National Disaster Mitigation Program


The National Disaster Mitigation Program (NDMP) exists to fill a critical gap in Canada’s ability to effectively mitigate, prepare for, respond to, and recover from flood-related events by building a body of knowledge on flood risks in Canada, and investing in foundational flood mitigation activities, including small-scale infrastructure and non-structural activities.

Funding to establish the NDMP was provided in Budget 2014, which earmarked $200M over five years starting in FY 2015-2016. This included $183M in Grants and Contributions funding for cost-shared projects with provinces and territories under four streams: Risk Assessments; Flood Mapping; Mitigation Planning; and Investments in Non-structural and Small Scale Structural Mitigation Projects (maximum $1.5M Public Safety Canada funding to Provinces and $2.25M to Territories under this final stream). The investment also included $17M in Operating and Maintenance funding to assist in building the foundation for future, informed, proactive prevention and mitigation by investing in the areas of risk, resilience, and return on investment tools; risk and resilience information repository; and public awareness and engagement activities.

Since the program’s inception, Public Safety Canada has approved 363 projects, for a total value of just over $94M in Grants and Contributions, across all program streams. The uptake has steadily increased year over year as well as the total requested federal funding, with most of it going towards flood mapping (38%) and small-scale infrastructure projects (47%). Approximately 240 projects are currently active under the program.

The NDMP will sunset on March 31, 2020.


The NDMP serves to meet the insurance industry’s preconditions for establishing a residential overland flood insurance market in Canada. These conditions were reiterated in June 2019 by the Insurance Bureau of Canada as being essential to making residential flood insurance commercially viable in Canada:

In 2015, the insurance industry began offering residential overland flood insurance and is working to further strengthen its ability to increase the availability of insurance coverage. Prior to 2015, Canada was the only G7 country without residential flood insurance. Today, about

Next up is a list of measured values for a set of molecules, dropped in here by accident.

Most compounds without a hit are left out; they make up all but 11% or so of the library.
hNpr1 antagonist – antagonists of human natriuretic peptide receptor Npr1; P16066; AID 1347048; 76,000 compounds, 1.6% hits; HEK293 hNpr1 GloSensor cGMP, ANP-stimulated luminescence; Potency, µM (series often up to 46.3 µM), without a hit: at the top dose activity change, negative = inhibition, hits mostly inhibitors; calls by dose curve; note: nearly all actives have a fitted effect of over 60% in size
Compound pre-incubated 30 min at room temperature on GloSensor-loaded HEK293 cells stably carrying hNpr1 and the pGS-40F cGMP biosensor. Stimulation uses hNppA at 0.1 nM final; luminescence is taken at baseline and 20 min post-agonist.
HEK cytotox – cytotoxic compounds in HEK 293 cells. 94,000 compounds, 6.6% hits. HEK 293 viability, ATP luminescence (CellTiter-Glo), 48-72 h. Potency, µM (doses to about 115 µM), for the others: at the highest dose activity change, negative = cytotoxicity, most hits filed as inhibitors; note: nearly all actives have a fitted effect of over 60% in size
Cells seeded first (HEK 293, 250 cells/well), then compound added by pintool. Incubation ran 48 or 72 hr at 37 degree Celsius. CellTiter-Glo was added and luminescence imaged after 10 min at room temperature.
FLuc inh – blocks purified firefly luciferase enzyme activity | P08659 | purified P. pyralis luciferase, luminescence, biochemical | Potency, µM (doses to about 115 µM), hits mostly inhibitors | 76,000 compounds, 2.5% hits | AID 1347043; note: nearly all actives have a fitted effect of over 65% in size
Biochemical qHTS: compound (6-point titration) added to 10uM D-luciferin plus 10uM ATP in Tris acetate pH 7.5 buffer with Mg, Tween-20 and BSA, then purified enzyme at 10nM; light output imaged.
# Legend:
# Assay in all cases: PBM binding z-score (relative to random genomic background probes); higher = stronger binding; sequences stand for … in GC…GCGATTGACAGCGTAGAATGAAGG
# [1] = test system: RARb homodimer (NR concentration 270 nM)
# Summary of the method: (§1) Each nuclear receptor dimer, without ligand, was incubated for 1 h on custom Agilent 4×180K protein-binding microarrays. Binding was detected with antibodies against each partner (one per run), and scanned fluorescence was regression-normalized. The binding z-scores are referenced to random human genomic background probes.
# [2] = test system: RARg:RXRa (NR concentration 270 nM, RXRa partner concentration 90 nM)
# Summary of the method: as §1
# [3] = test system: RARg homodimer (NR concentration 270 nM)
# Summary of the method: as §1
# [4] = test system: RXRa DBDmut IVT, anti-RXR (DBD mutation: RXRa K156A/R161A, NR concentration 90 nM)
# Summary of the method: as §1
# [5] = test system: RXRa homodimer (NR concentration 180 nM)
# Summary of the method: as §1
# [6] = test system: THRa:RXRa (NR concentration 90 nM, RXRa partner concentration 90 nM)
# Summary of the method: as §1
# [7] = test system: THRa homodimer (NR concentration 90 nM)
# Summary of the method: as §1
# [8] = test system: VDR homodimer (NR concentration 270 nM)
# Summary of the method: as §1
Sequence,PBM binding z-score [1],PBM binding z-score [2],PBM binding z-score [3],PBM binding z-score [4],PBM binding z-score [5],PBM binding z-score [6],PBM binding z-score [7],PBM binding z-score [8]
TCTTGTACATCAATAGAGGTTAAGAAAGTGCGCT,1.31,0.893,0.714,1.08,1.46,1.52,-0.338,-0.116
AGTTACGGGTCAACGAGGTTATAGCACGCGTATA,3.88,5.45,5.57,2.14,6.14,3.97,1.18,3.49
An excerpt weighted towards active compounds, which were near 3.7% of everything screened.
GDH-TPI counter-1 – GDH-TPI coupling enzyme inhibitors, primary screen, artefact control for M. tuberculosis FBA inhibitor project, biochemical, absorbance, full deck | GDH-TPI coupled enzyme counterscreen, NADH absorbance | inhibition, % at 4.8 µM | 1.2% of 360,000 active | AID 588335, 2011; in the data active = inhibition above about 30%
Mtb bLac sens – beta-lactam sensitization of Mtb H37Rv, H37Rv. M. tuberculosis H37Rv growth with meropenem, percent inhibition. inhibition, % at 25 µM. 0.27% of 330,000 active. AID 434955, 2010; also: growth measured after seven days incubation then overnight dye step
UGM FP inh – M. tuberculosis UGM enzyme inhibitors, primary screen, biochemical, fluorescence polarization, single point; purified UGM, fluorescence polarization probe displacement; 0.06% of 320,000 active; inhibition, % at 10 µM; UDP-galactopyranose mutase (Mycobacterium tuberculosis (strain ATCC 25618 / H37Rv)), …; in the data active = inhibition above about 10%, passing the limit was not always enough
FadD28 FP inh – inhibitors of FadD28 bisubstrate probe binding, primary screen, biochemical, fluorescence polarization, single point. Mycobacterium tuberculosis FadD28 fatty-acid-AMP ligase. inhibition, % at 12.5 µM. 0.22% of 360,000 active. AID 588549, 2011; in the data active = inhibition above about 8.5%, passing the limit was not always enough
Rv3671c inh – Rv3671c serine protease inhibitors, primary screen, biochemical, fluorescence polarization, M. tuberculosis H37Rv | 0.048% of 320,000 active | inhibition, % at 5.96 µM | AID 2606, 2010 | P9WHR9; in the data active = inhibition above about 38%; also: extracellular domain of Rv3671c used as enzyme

35% of households have such insurance; however, take-up varies regionally across the country, and those at high risk of flooding are generally considered to be uninsurable.

In addition to the NDMP, there is dedicated mitigation funding through Infrastructure Canada’s Disaster Mitigation and Adaptation Fund. This is a national merit-based program that will invest $2B over 10 years to support large-scale infrastructure (over $20M), disaster mitigation and climate adaptation.

None of the disaster mitigation funding available through Infrastructure Canada supports non-structural disaster mitigation measures, such as risk assessment, hazard mapping, mitigation planning, public awareness or land-use planning and implementation.

Stakeholders have expressed concern that no plans have been announced to extend the NDMP beyond its sunset, which will leave a gap in dedicated federal grants and contributions related to small-scale structural and non-structural flood mitigation, as well as a gap in funding for flood mapping, federal activities supporting disaster mitigation research and policy development, and disaster mitigation public awareness. Limited funding for some non-structural mitigation measures such as public awareness was made available in Budget 2019. However, stakeholders are still signaling that there is a gap.

The Insurance Bureau of Canada has called on the federal government to continue to invest in initiatives that mitigate the future impacts of extreme weather and build resilience to its damaging effects. It has also called for a commitment to a national action plan on flooding.

Next Steps

The Department is considering options concerning the sunsetting of the NDMP, as well as the broader approaches for mitigation overall and managing disaster costs.

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